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Complement inhibition by soluble complement receptor type 1 improves microcirculation after rat liver transplantation.
Transplantation. 1998 Sep 27; 66(6):717-22.T

Abstract

BACKGROUND

Recent observations provide evidence that complement is involved in the pathophysiology of ischemia/reperfusion injury. In this study, we assessed the impact of complement inhibition on hepatic microcirculation and graft function using a rat model of liver transplantation.

METHODS

Arterialized orthotopic liver transplantation was performed in Lewis rats after cold preservation (University of Wisconsin solution, 4 degrees C, 24 h). Eight animals received the physiological complement regulator soluble complement receptor type 1 (sCR1) intravenously 1 min before reperfusion. Controls received Ringer's solution (n=8). Microvascular perfusion, leukocyte adhesion, and Kupffer cell phagocytic activity were studied 30-100 min after reperfusion by in vivo microscopy.

RESULTS

Microvascular perfusion in hepatic sinusoids was improved in the sCR1 group (87+/-0.7% vs. 50+/-1%; P < 0.001). The number of adherent leukocytes was reduced in sinusoids (68.3+/-4.7 vs. 334.1+/-15.8 [adherent leukocytes per mm < or = liver surface]; P < 0.001) and in postsinusoidal venules after sCR1 treatment (306.6+/-21.8 vs. 931.6+/-55.9 [adherent leukocytes per mm < or = endothelial surface]; P < 0.001). Kupffer cell phagocytic activity was decreased in the sCR1 group compared to controls. Postischemic bile production reflecting hepatocellular function was increased by almost 200% (P = 0.004) after complement inhibition. Plasmatic liver enzyme activity was decreased significantly upon sCR1 treatment, indicating reduced parenchymal cell injury.

CONCLUSIONS

Our results provide further evidence that the complement system plays a decisive role in hepatic ischemia/reperfusion injury. We conclude that complement inhibition by sCR1 represents an effective treatment to prevent reperfusion injury in liver transplantation.

Authors+Show Affiliations

Department of General Surgery, University of Heidelberg, Germany.No affiliation info availableNo affiliation info availableNo affiliation info availableNo affiliation info availableNo affiliation info availableNo affiliation info available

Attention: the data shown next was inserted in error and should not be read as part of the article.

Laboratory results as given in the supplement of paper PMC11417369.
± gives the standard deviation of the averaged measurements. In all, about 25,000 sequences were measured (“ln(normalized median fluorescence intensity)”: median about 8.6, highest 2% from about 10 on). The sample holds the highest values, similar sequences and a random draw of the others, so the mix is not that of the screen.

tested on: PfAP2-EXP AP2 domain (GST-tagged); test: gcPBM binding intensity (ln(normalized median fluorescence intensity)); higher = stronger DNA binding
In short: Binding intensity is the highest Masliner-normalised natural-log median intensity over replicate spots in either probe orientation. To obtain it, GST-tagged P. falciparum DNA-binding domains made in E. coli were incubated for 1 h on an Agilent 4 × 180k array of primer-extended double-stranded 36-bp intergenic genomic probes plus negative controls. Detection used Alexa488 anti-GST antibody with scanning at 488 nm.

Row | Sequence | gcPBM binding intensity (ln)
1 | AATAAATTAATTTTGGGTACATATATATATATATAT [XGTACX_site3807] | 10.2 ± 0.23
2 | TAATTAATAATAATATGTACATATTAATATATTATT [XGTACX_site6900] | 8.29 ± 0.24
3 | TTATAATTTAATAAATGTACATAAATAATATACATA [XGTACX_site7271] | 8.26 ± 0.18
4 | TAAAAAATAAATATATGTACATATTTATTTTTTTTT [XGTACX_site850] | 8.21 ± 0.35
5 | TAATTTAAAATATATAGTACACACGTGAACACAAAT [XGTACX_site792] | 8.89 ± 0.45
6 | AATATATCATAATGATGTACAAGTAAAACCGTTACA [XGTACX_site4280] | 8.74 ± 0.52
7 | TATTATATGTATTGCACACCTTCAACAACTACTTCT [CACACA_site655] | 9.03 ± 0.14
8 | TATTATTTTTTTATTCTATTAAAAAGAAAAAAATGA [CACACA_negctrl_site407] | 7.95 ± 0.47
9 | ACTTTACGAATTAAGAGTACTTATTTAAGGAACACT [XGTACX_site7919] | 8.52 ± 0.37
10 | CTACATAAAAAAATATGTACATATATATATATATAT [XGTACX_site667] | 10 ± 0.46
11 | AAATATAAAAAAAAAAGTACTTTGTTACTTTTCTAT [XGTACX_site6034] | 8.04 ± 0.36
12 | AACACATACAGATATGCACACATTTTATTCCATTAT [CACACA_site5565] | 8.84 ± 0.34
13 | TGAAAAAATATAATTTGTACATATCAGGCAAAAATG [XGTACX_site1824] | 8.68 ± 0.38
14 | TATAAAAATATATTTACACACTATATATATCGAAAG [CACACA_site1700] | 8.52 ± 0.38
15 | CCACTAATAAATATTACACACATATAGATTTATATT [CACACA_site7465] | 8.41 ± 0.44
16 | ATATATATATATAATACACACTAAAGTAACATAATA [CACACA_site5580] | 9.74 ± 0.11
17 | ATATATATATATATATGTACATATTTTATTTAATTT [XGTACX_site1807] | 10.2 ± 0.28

Pub Type(s)

Journal Article
Research Support, Non-U.S. Gov't

Language

eng

PubMed ID

9771834

Citation

Lehmann, T G., et al. "Complement Inhibition By Soluble Complement Receptor Type 1 Improves Microcirculation After Rat Liver Transplantation." Transplantation, vol. 66, no. 6, 1998, pp. 717-22.
Lehmann TG, Koeppel TA, Kirschfink M, et al. Complement inhibition by soluble complement receptor type 1 improves microcirculation after rat liver transplantation. Transplantation. 1998;66(6):717-22.
Lehmann, T. G., Koeppel, T. A., Kirschfink, M., Gebhard, M. M., Herfarth, C., Otto, G., & Post, S. (1998). Complement inhibition by soluble complement receptor type 1 improves microcirculation after rat liver transplantation. Transplantation, 66(6), 717-22.
Lehmann TG, et al. Complement Inhibition By Soluble Complement Receptor Type 1 Improves Microcirculation After Rat Liver Transplantation. Transplantation. 1998 Sep 27;66(6):717-22. PubMed PMID: 9771834.
* Article titles in AMA citation format should be in sentence-case
TY - JOUR T1 - Complement inhibition by soluble complement receptor type 1 improves microcirculation after rat liver transplantation. AU - Lehmann,T G, AU - Koeppel,T A, AU - Kirschfink,M, AU - Gebhard,M M, AU - Herfarth,C, AU - Otto,G, AU - Post,S, PY - 1998/10/15/pubmed PY - 1998/10/15/medline PY - 1998/10/15/entrez SP - 717 EP - 22 JF - Transplantation JO - Transplantation VL - 66 IS - 6 N2 - BACKGROUND: Recent observations provide evidence that complement is involved in the pathophysiology of ischemia/reperfusion injury. In this study, we assessed the impact of complement inhibition on hepatic microcirculation and graft function using a rat model of liver transplantation. METHODS: Arterialized orthotopic liver transplantation was performed in Lewis rats after cold preservation (University of Wisconsin solution, 4 degrees C, 24 h). Eight animals received the physiological complement regulator soluble complement receptor type 1 (sCR1) intravenously 1 min before reperfusion. Controls received Ringer's solution (n=8). Microvascular perfusion, leukocyte adhesion, and Kupffer cell phagocytic activity were studied 30-100 min after reperfusion by in vivo microscopy. RESULTS: Microvascular perfusion in hepatic sinusoids was improved in the sCR1 group (87+/-0.7% vs. 50+/-1%; P < 0.001). The number of adherent leukocytes was reduced in sinusoids (68.3+/-4.7 vs. 334.1+/-15.8 [adherent leukocytes per mm < or = liver surface]; P < 0.001) and in postsinusoidal venules after sCR1 treatment (306.6+/-21.8 vs. 931.6+/-55.9 [adherent leukocytes per mm < or = endothelial surface]; P < 0.001). Kupffer cell phagocytic activity was decreased in the sCR1 group compared to controls. Postischemic bile production reflecting hepatocellular function was increased by almost 200% (P = 0.004) after complement inhibition. Plasmatic liver enzyme activity was decreased significantly upon sCR1 treatment, indicating reduced parenchymal cell injury. CONCLUSIONS: Our results provide further evidence that the complement system plays a decisive role in hepatic ischemia/reperfusion injury. We conclude that complement inhibition by sCR1 represents an effective treatment to prevent reperfusion injury in liver transplantation. SN - 0041-1337 UR - https://www.unboundmedicine.com/medline/citation/9771834/Complement_inhibition_by_soluble_complement_receptor_type_1_improves_microcirculation_after_rat_liver_transplantation_ L2 - https://doi.org/10.1097/00007890-199809270-00005 DB - PRIME DP - Unbound Medicine ER -